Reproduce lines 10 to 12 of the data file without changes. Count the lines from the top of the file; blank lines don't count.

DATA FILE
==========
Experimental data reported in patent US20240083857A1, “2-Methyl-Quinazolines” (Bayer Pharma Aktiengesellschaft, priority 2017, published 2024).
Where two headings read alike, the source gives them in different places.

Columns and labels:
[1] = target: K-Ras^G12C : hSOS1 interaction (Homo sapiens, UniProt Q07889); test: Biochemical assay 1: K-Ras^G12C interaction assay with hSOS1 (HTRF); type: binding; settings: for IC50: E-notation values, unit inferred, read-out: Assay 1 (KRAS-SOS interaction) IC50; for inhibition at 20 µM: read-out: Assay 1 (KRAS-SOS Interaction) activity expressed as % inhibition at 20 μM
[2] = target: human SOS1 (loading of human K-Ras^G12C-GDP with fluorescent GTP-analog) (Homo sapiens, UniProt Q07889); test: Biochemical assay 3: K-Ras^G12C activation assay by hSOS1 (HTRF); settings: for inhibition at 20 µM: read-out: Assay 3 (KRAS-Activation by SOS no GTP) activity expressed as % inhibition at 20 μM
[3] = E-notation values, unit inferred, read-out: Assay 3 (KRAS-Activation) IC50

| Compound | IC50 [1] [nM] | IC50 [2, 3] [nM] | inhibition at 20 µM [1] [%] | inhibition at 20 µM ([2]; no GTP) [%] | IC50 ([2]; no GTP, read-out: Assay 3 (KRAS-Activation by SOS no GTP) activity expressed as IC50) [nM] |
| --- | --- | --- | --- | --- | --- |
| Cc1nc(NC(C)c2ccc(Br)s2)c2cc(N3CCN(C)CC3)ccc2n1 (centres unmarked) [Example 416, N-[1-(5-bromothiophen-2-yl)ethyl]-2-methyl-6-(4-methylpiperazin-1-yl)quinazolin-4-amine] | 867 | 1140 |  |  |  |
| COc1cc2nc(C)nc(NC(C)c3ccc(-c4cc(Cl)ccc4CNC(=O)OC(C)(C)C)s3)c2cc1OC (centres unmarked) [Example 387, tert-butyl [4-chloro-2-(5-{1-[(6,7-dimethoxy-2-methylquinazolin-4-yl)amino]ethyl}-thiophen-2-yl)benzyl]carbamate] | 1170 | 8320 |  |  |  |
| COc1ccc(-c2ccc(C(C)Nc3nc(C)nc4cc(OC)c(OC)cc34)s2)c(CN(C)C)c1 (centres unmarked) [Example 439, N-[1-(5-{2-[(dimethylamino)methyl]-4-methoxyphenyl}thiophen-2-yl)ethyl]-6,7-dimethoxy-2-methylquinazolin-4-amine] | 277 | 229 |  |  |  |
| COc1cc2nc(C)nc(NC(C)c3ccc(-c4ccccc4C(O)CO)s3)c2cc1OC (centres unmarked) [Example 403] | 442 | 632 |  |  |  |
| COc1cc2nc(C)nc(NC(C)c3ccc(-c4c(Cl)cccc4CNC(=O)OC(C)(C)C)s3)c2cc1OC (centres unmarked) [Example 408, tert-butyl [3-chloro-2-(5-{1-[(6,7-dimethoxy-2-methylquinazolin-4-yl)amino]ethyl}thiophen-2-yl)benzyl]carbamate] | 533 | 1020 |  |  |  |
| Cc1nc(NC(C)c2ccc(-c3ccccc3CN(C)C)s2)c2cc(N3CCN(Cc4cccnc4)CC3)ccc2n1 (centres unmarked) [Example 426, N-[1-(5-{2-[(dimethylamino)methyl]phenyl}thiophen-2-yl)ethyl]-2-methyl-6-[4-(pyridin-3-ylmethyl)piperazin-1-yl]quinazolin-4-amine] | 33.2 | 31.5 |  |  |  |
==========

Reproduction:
| COc1cc2nc(C)nc(NC(C)c3ccc(-c4cc(Cl)ccc4CNC(=O)OC(C)(C)C)s3)c2cc1OC (centres unmarked) [Example 387, tert-butyl [4-chloro-2-(5-{1-[(6,7-dimethoxy-2-methylquinazolin-4-yl)amino]ethyl}-thiophen-2-yl)benzyl]carbamate] | 1170 | 8320 |  |  |  |
| COc1ccc(-c2ccc(C(C)Nc3nc(C)nc4cc(OC)c(OC)cc34)s2)c(CN(C)C)c1 (centres unmarked) [Example 439, N-[1-(5-{2-[(dimethylamino)methyl]-4-methoxyphenyl}thiophen-2-yl)ethyl]-6,7-dimethoxy-2-methylquinazolin-4-amine] | 277 | 229 |  |  |  |
| COc1cc2nc(C)nc(NC(C)c3ccc(-c4ccccc4C(O)CO)s3)c2cc1OC (centres unmarked) [Example 403] | 442 | 632 |  |  |  |